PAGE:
By Evelyn Pringle
June 8, 2010
For the past two decades, the Psychopharmaceutical Industrial Complex has been the driving force behind the epidemic of mental illness in the United States with the promotion of biological psychiatry and a bogus “chemical imbalance” in the brain theory.
The Psychopharmaceutical Industrial Complex (PPIC) is a symbiotic system composed of the American Psychiatric Association, the pharmaceutical industry, public relations and advertising firms, patient support organizations, the National Institute of Mental Health, managed care organizations, and the flow of resources and money among these groups, according to an October 1, 2009 paper in the Journal of Mental Health Counseling, by Dr Thomas Murray, director of Counseling and Disability Services at the University of North Caroline School of Art.
Murray’s paper draws parallels between cult indoctrination and PPIC techniques and notes the similarities between cult members and mental health consumers who are vulnerable to losing their identities to the PPIC.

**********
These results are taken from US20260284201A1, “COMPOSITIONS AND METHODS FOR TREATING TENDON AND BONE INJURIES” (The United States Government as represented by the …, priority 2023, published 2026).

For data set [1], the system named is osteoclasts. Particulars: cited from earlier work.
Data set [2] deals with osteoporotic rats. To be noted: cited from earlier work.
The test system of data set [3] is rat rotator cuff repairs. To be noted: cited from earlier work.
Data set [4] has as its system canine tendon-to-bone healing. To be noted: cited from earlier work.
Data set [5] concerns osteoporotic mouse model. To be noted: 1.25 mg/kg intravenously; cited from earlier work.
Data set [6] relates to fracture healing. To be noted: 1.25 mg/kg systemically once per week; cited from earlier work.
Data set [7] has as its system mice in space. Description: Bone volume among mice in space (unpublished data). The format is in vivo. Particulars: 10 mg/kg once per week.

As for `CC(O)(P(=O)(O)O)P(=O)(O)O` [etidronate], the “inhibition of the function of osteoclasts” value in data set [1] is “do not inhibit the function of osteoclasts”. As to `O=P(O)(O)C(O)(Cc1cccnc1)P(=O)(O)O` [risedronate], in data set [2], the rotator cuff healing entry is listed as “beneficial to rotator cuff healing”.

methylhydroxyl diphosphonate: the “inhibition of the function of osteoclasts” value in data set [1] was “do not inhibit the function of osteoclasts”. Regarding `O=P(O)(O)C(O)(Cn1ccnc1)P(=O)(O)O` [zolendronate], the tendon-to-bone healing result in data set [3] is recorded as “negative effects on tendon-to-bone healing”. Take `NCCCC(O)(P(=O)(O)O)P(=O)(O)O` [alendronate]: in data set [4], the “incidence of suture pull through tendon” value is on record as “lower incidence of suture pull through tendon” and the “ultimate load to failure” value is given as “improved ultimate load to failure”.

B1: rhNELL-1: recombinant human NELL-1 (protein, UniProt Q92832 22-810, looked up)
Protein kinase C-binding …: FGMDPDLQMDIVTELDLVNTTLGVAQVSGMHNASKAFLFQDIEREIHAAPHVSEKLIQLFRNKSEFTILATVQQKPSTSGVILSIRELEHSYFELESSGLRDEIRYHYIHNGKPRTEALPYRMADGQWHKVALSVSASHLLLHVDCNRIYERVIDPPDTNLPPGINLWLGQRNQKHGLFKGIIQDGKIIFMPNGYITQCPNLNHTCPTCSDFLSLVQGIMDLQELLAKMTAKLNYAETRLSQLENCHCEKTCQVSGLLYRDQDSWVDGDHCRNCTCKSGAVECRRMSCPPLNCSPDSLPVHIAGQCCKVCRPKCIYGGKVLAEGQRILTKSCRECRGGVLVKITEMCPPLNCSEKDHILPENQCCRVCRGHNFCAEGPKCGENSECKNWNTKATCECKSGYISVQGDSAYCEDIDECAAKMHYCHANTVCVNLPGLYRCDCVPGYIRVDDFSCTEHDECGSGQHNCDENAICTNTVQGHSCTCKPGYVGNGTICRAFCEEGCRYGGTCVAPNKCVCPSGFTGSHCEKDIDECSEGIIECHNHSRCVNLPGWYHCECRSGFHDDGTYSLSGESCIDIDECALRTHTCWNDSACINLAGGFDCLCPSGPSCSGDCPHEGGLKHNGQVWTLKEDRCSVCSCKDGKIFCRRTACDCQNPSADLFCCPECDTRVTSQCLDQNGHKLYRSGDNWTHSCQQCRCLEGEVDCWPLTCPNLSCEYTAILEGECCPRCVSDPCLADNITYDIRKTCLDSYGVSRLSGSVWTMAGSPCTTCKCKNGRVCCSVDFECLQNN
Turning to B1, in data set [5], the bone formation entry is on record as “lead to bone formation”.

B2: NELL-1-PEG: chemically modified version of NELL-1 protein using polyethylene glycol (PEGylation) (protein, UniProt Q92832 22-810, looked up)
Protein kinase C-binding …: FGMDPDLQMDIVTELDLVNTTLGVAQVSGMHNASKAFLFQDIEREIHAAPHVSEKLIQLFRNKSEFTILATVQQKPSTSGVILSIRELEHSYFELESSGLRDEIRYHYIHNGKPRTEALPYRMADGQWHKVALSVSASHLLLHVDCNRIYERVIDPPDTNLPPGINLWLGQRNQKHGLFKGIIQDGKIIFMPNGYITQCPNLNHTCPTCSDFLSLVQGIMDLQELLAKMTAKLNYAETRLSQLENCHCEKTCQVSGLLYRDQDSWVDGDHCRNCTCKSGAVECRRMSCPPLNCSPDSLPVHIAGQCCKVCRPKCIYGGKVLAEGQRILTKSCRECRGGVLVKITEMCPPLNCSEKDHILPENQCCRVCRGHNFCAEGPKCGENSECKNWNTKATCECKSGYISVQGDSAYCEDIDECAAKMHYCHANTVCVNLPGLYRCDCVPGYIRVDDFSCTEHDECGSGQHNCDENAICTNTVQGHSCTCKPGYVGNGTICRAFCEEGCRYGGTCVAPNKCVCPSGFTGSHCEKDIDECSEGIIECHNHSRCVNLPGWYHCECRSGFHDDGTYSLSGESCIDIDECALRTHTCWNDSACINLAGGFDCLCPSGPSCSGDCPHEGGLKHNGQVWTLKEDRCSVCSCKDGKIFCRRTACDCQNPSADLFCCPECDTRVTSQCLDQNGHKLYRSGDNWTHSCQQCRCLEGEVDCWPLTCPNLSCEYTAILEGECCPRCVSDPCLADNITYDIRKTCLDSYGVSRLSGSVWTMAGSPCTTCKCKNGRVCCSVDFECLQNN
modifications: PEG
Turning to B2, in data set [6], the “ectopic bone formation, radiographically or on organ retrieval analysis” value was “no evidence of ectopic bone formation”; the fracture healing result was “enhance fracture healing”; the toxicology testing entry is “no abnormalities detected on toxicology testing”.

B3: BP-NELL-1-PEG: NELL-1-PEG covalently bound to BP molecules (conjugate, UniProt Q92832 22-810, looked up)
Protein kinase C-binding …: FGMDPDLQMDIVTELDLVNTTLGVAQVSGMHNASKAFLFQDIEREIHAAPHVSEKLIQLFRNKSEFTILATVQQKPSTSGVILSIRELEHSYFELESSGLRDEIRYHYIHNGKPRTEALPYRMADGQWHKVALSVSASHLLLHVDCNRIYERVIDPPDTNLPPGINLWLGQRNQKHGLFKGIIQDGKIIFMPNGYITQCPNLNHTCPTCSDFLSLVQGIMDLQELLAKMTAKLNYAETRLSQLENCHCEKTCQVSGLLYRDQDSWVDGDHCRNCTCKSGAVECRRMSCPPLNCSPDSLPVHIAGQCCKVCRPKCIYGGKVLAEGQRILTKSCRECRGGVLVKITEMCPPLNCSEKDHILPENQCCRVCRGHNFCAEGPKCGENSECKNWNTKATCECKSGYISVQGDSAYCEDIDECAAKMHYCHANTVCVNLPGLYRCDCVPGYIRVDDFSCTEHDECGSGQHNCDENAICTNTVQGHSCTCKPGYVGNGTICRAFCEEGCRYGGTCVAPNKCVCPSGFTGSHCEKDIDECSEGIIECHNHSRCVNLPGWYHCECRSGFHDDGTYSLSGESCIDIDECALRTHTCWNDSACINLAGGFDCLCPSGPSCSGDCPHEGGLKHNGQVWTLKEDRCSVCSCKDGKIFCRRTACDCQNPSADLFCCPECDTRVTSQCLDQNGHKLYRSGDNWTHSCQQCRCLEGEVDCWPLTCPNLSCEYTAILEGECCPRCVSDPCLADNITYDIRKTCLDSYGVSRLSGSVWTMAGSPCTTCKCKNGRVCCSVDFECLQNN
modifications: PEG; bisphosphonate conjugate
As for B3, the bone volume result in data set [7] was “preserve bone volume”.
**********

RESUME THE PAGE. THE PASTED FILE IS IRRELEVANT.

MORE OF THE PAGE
The PPIC and “its adherence to the disease model pervades mainstream culture and greatly impacts psychotherapy,” he says. “Consequently, the effects of the PPIC may have resulted in some psychiatric consumers adopting disease-model messages in ways similar to cult indoctrination.”
“Consumer adoption of the disease model can create obstacles to treatment when hope is fundamental,” he advises.
Murray says his most difficult cases “involve clients who have in essence been drawn into the PPIC and have become resigned to the disease model with little sense of empowerment to overcome their emotional problems.”
“These are the consumers who have little self-efficacy and little hope that they have options other than to suffer,” he reports.
“Insurance companies rely on pharmaceuticals to contain costs (and limit psychotherapy sessions), and reimbursement depends on a diagnosis of a diseased brain,” Murray notes.